Porsche's 911 Cabriolet Turbo and its Cayenne V6 sports utility vehicle are featured prominently in the film, which stars Kim Basinger as a kidnapping victim whose call for help randomly reaches a young Los Angeles slacker.
To make the most of its star billing, Porsche plans dealership promotions where the trailer will be shown, e-mail blasts and movie-themed content in its 200,000-circulation publications that go to Porsche club members and owners. The brand's agency, Interpublic Group of Cos.' Carmichael Lynch, Minneapolis, also created direct mail dropping soon to some 40,000 Cayenne prospects offering two free tickets in exchange for a test drive, said Karen Henry, manager-dealer and retention marketing at the carmaker. Porsche dealers in Chicago and Atlanta are also sending invitations to roughly 5,000 current owners for a special preview Sept. 9.
Ms. Basinger and other stars will ride in Porsches to the movie's premiere, and a Cayenne will be given away in a consumer sweepstakes that could dovetail with the red-carpet brigade.
"Porsche gives us access to a slightly older, more monied demographic that we wouldn't be marketing directly to," said Lance Still, New Line's senior VP-national promotions. "And we'll get additional media exposure because of their involvement."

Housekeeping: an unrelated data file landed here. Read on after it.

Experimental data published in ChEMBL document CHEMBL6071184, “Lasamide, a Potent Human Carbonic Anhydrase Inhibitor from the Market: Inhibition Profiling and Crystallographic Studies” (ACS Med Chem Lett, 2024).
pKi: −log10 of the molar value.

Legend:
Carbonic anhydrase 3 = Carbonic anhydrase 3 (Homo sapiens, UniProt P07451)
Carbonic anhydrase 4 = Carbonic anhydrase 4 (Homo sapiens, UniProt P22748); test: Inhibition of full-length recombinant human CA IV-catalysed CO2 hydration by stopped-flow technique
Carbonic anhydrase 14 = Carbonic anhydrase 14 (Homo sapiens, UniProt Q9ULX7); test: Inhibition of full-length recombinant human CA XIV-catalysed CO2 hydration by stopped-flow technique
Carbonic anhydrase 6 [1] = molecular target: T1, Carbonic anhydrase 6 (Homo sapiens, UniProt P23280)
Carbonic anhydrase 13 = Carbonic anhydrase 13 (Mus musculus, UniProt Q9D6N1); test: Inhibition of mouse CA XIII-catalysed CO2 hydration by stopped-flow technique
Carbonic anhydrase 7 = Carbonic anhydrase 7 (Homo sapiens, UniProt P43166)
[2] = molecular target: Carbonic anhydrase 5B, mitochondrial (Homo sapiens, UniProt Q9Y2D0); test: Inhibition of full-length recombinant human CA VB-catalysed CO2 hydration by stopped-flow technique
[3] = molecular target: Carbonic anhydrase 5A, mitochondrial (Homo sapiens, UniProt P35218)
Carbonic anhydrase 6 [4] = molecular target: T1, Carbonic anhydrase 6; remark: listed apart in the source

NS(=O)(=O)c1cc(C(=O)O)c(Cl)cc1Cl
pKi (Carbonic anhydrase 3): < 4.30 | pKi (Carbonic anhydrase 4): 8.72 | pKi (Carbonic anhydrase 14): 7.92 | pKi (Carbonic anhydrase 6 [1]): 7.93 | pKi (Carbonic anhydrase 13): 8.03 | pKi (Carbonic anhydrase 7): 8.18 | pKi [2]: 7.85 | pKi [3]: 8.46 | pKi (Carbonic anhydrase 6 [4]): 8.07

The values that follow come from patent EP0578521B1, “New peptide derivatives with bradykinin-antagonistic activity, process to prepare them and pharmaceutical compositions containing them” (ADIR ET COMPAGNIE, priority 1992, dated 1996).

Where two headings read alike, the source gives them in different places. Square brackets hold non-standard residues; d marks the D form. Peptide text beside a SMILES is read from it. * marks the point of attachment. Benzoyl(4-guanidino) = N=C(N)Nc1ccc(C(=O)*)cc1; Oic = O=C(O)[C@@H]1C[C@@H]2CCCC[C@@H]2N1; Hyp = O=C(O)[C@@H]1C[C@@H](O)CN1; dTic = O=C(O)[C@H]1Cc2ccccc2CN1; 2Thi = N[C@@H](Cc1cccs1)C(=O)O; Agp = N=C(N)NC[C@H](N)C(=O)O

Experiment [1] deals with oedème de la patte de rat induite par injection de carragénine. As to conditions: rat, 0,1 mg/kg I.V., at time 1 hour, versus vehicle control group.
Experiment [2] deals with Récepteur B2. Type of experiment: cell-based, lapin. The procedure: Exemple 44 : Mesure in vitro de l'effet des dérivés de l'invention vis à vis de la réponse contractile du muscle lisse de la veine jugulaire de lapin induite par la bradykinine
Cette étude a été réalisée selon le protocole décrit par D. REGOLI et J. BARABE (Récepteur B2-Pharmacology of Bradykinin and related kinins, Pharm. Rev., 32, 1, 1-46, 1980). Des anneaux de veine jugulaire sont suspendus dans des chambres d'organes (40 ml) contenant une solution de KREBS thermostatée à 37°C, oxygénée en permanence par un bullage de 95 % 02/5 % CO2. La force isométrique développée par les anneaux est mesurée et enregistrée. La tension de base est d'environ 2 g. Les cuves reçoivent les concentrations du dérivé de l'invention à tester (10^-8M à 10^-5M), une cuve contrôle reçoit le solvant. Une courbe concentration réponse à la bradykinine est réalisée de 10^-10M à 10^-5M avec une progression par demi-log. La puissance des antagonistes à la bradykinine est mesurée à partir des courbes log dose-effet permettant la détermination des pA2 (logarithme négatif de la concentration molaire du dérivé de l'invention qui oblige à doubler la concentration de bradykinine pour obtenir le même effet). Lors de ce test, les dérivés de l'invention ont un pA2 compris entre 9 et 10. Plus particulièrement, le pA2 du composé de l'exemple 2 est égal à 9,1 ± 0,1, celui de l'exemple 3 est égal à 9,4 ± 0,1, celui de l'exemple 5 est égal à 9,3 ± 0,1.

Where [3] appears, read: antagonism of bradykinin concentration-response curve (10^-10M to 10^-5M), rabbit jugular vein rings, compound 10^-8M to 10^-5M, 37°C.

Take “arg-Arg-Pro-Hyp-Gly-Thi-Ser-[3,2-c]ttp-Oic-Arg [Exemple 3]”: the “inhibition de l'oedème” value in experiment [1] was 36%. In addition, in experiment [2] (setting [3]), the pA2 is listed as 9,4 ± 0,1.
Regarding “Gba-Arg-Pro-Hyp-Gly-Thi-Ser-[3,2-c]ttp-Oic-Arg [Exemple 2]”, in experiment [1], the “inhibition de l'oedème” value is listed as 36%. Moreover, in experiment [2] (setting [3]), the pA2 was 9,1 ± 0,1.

pivotal to plot
Both cars are pivotal to the plot, and the movie's director, David Ellis, tweaked the script to include some Cayenne features after he drove the SUV for a week before production began. Mr. Ellis filmed extra content with the Porsche cars for the DVD release of "Cellular," expected later this year, although there's no word yet on whether Porsche will co-promote that release.
Porsche is driving the same road as many competitors. Ford Motor Co.'s Jaguar recently linked with Warner Bros.' "Catwoman" for placement and movie-themed ads, and Audi of America built a custom car for Fox's "I, Robot," launching a multimedia ad campaign linked to the futuristic thriller.
For "The Pacifier," an upcoming comedy-action picture starring Vin Diesel, Toyota Motor Sales USA loaned eight Toyota Sienna minivans to director Adam Shankman, a company spokeswoman said. The minivan gets plenty of screen time as Mr. Diesel tries to protect a government scientist's five children, teaching one to drive in the Sienna. Promotion plans for the film aren't set, but a Hollywood insider called the movie "the most exposure for a minivan in 26 years."